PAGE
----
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It’s hard to address the topic of hypocrisy because there are so many places to begin.

I’ll start with my favorite intellectual dwarf, Newt Gingrich, a presidential wannabe. His commentary about President Barack Obama’s decision-making process for the Libyan adventure flipped directions three different times in two weeks. I guess he thinks everyone’s memory is as short as his.

The elephant of hypocrisy in the room is labeled “jobs." The Republicans found enough ways to campaign on that theme to fool voters into thinking they would fulfill their campaign promises. The great budget cuts proposed by the House Republicans also will cause about 700,000 to 1 million jobs to be lost. That which passes for government in Austin also wields sharp pencils in order to squeeze deficit blood from the no-tax turnip.

The bad news: Almost 400,000 Texas jobs will be lost as a result. This scenario is being repeated in other states where Republicans control their congress.

The hypocrisy here is manifold. First, as in Wisconsin, corporations and the wealthy enjoy the best of tax breaks and exemptions, thus reducing revenue generation for government. Then, the Republicans pledge “no more taxes” as a way to further enable the already enabled greed present in us all. Finally, the “starving the beast” philosophy causes jobs to be lost and economic growth to come to a screeching halt. Just ask the Irish, the Portuguese and the Greeks how well that is working for them.

Paul Krugman’s article in the March 25 New York Times reminds us the overwhelming majority of economists who actually know what they are doing have said all along that cutting spending before creating jobs is absolutely the wrong approach to economic recovery. So, naturally, our legislators do just the opposite. In Texas’ case, the Republican-dominated House’s hypocrisy morphs into abject stupidity and the so-called conservative legislators blindly follow.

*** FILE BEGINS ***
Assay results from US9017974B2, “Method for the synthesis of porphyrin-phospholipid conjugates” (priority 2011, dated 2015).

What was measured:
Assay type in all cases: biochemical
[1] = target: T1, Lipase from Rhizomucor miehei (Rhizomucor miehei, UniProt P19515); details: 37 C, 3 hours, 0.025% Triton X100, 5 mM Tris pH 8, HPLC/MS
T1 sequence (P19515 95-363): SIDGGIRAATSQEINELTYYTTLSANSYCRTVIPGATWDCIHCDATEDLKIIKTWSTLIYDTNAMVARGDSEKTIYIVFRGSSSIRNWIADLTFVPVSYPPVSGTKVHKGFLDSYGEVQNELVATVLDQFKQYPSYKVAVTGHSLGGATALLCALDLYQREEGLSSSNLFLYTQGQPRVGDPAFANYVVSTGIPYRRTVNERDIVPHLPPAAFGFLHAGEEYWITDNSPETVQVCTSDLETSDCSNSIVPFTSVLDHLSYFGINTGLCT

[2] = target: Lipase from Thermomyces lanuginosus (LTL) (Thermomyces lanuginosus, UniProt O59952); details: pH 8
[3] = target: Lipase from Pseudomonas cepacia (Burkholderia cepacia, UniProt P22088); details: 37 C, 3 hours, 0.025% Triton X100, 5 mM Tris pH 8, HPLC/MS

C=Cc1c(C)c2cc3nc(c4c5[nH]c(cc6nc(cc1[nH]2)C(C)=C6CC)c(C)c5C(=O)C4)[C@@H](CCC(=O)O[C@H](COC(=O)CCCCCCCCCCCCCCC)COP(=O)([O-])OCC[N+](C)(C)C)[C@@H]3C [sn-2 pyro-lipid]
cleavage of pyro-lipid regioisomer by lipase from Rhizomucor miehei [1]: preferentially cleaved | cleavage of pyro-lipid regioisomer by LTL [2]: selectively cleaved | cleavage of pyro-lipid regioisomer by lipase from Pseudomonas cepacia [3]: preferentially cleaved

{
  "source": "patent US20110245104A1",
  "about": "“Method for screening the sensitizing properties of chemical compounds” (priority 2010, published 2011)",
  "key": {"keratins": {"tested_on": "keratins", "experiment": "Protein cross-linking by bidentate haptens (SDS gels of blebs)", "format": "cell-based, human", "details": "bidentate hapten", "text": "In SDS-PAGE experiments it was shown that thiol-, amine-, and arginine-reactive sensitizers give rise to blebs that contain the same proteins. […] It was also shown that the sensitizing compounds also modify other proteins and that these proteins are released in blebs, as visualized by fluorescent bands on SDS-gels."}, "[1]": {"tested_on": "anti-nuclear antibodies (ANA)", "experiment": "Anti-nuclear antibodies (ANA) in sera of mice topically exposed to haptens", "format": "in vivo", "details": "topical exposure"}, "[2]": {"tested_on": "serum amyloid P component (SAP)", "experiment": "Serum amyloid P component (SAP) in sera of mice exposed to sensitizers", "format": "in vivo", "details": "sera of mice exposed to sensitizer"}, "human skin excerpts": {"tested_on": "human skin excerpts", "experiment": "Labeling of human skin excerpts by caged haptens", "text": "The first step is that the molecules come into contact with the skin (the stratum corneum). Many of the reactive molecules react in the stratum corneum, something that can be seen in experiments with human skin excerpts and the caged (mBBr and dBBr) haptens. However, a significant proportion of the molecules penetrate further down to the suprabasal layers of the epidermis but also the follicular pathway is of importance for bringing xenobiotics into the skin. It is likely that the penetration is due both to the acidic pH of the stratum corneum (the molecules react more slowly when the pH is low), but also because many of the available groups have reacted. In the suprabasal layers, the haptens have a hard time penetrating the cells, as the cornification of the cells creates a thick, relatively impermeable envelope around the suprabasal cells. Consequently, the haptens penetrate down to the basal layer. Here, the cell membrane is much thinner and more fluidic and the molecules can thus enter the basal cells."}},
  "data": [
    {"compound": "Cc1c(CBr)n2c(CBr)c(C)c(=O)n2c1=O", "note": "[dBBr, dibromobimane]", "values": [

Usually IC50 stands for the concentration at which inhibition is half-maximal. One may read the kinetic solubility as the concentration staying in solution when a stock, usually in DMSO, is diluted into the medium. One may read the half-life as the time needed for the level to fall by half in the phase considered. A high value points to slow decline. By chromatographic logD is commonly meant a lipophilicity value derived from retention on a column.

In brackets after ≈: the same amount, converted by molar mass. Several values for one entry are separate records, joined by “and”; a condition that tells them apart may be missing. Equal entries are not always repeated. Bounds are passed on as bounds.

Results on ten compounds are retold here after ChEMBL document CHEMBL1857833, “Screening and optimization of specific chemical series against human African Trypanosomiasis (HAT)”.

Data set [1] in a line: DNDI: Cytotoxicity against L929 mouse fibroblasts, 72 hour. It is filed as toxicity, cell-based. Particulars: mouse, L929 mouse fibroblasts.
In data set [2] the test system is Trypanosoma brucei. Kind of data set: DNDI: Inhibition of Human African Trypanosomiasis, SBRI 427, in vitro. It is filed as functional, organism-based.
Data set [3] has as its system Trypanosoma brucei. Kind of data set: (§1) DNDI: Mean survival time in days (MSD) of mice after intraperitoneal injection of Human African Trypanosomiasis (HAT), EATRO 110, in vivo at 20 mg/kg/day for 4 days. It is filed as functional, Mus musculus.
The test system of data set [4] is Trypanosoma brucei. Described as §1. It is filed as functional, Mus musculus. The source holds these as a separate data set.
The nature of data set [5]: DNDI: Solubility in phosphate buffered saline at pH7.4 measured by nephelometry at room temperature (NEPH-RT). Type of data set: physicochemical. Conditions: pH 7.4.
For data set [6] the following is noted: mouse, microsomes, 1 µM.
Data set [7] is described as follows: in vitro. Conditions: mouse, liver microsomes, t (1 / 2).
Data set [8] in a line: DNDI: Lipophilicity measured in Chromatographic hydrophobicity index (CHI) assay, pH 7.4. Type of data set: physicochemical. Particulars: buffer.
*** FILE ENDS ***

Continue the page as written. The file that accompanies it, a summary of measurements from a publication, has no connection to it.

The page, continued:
For more than 100 years, economists have said and proven that jobs and work are the best and surest tonics for maintaining a healthy economy. It doesn’t hurt that everyone pays their fair share of taxes, either. This pill is truly bitter, especially when you hear Republicans telling us how favorable they are to the working man. They then help their corporate pals send jobs overseas so unions won’t form and then tax those who do retain employment to pay for the tax breaks for the wealthy and the corporations.

This is hypocrisy gone haywire. It is government by those who choose not to govern, but rather exploit loopholes and weaknesses in the most vulnerable classes of people of the nation. How can these politicians tell us out of one side of their mouths how precious our children are, then turn around and cut their education funding, trump up yet another idiotic bureaucracy (Race to the Top) and pretend teachers are at fault if the kids fail? How can they tell us how much they respect those seniors who gave their working lives to better the nation and the lives of others, then turn around and cut the supporting programs those revered elders have depended on for a dignified retirement?


Turner is a retired teacher and industrial engineer who lives near Marble Falls. He is an independent columnist, not a staff member, and his views do not necessarily reflect those of The Tribune or its parent company. "The Voter’s Guide to National Salvation" is a newly published e-book from Turner.  You can find it at can be reached by e-mail at